YouTube vs Spotify: Which will come out on top?

Google has launched its YouTube Music Key subscription service - and it may upset Spotify more than Taylor Swift did.

by Rachel Savage
Last Updated: 24 Jun 2015

Google has finally unveiled its long-awaited YouTube Music Key subscription service, after settling a dispute with thousands of indie labels that escalated to a threat by YouTube to pull artists including Adele and Arctic Monkeys off the site altogether.

YouTube will be offering ad-free video and audio-only music streaming for £9.99/$9.99/€9.99 a month, although it’s currently only available to selected ‘beta’ users for the next six months.

But how does it measure up to the Spotify? (We’ll leave Apple’s new baby Beats aside for now, as Tim Cook has yet to announce what they’re doing with its streaming service.)

Why YouTube could triumph

Videos

It’s that simple: YouTube has music videos and Spotify doesn’t. Where else are you going to watch all that bumping and grinding?

Exclusives

A big plus for YouTube is all the hidden musical gems amid the 100 hours of videos uploaded every minute (most of which probably feature cats). Spotify simply doesn’t have the enormous reach that its rival has, which has encouraged artists to put up countless live performances, outtakes, covers and interviews for the delectation of YouTube’s 1 billion monthly users. 

Taylor Swift

The multi-millionaire songstress surprised everyone by pulling her entire back catalogue off Spotify last week, the week after her latest album sold a disruption-defying 1.29 million copies. It was a blow to the Swedish streamer – 16 million of its users had played her songs in the month before they disappeared from the service, but less to Swift, who can afford to give up the extra exposure and royalties it affords.

But now YouTube and its mega social pull is joining the streaming party, more artists might be emboldened to play hard ball with Spotify. There is no word on how much it will be paying artists compared to other streamers, but Brad Nevin, the chief exec of The Orchard group of indie labels, told the BBC the deal was both fair and a ‘phenomenal opportunity’.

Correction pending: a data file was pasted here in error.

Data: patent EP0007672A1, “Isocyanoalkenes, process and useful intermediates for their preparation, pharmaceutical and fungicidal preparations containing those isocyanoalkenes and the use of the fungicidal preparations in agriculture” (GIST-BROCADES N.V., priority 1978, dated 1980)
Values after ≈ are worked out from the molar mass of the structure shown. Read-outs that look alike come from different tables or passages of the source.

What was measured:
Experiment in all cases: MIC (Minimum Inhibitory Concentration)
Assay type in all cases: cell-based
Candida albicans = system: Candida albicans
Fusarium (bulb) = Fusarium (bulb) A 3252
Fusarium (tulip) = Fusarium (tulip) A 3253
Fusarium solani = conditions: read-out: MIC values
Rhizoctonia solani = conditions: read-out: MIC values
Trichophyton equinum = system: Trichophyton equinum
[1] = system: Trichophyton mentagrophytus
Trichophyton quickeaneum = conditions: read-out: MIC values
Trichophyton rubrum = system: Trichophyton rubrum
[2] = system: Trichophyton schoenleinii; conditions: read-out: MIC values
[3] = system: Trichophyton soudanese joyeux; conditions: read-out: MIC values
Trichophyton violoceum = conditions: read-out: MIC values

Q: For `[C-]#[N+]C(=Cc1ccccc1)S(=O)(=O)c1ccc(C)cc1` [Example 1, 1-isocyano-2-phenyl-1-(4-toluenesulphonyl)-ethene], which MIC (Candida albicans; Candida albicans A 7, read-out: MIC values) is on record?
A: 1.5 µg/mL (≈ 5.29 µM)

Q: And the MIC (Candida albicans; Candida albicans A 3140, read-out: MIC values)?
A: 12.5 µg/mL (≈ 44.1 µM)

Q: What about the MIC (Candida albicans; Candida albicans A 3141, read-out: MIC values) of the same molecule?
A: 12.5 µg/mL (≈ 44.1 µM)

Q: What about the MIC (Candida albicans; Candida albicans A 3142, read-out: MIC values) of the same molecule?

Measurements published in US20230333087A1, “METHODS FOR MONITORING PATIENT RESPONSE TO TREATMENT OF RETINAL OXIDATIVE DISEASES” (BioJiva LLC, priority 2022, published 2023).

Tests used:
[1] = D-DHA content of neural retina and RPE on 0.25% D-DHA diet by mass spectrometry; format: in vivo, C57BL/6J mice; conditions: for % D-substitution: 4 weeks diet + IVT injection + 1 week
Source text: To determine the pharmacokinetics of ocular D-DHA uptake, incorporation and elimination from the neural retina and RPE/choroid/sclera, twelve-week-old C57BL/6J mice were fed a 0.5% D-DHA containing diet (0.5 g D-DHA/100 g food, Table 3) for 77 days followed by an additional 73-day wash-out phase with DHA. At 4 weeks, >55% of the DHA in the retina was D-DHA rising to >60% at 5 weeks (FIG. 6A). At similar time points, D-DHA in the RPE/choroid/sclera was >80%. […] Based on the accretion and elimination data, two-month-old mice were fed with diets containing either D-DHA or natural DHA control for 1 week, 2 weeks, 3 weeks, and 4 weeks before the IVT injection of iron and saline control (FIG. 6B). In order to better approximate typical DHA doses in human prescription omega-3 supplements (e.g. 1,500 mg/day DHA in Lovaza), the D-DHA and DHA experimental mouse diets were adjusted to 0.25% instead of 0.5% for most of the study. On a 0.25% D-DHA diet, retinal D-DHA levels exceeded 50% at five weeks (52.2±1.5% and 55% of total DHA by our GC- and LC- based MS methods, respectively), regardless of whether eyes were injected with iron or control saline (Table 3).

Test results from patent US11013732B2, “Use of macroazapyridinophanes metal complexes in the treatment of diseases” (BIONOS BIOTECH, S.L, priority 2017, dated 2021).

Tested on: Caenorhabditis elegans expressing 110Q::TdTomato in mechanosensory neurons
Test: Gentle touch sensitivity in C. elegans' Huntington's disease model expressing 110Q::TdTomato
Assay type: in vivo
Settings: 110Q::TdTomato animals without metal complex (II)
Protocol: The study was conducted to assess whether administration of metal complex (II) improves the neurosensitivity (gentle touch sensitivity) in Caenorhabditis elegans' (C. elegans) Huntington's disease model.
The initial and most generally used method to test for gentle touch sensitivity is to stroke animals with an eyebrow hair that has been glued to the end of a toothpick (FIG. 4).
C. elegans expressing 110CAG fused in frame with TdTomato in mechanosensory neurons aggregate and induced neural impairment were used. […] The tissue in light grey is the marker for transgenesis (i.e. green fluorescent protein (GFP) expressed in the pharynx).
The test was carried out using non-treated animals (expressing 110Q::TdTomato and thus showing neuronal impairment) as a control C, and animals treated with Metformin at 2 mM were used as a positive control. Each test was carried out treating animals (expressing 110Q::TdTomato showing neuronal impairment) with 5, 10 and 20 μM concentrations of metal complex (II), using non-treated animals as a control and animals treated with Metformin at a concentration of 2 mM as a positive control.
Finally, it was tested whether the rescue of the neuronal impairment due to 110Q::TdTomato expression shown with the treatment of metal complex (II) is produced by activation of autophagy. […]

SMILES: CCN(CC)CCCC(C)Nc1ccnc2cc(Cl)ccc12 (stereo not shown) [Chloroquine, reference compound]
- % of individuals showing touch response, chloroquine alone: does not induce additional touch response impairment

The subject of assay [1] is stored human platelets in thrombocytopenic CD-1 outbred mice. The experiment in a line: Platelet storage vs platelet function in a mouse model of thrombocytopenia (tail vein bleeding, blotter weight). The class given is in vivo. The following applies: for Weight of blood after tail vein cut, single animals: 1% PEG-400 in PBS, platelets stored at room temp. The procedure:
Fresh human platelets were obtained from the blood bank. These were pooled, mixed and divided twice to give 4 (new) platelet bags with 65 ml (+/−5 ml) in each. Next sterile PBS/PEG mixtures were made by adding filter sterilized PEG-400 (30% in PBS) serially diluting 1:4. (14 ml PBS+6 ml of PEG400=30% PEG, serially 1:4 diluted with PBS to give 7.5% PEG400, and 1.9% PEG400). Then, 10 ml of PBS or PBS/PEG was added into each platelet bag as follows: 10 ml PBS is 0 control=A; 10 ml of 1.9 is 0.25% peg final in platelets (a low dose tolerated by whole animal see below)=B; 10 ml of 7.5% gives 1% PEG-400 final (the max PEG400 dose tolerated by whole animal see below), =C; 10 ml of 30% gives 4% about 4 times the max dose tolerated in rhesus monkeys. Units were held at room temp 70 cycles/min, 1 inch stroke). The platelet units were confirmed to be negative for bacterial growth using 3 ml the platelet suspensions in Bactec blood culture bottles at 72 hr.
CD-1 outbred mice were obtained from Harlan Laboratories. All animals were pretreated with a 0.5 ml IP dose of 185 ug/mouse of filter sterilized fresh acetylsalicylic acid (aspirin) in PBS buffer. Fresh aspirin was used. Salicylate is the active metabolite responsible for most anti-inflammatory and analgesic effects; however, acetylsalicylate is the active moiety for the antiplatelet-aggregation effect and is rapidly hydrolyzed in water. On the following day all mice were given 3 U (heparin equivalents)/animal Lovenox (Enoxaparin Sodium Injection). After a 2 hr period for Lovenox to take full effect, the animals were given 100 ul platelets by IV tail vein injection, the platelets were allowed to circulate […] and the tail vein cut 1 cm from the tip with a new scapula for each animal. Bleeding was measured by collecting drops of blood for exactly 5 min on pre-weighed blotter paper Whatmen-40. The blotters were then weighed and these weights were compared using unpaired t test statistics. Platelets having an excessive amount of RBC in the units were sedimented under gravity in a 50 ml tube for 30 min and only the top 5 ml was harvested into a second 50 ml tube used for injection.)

Why Spotify could score

Apps

Music Key subscriptions will bundle in access to the audio-only Google Play, which Google doesn’t release stats about, but which industry experts estimate is far less successful than Spotify, which has 50 million active users, 12.5 million of them paying. What it isn’t doing, though, is offering video and audio-only streaming together in a single app. In this age of short attention spans, ease and simplicity of use is everything (especially as many potential subscribers won’t have sufficient bandwith or enough data on their phones to stream files as large as videos).

Habit

Humans are creatures of habit, so any new offering needs to be distinct enough to tempt them away and Music Key isn’t any cheaper than Spotify. ‘If you are someone who only listens to Spotify and doesn't listen to YouTube, this won't be a good enough reason to switch,’ said Forrester Research analyst James McQuivey. ‘There is a certain comfort in the well-established digital habits that people already have.’

Freedom

YouTube needs to win among music fans who already use it, then – and Spotify’s paying subscribers who like videos now have a big reason to make the leap. But a significant proportion of YouTube users are in it for the free stuff, and for those who hate ads there are plenty of ad blockers out there – ironically, a simple Google is all you need to find them.

As McQuivey put it, ‘YouTube is a form of cheating the music system, and has been for a long time, because people have been putting music up there without authorising it from the labels.

‘YouTube goes through an elaborate process to identify it and put ads around it. But it's not too far, in the user's experience, from piracy.’

Nonetheless, McQuivey estimates that 10 million of YouTube’s users would end up paying out – and if even a couple of million of those are Spotify deserters, the original streamer, which is still loss-making, has a problem.

Find this article useful?

Get more great articles like this in your inbox every lunchtime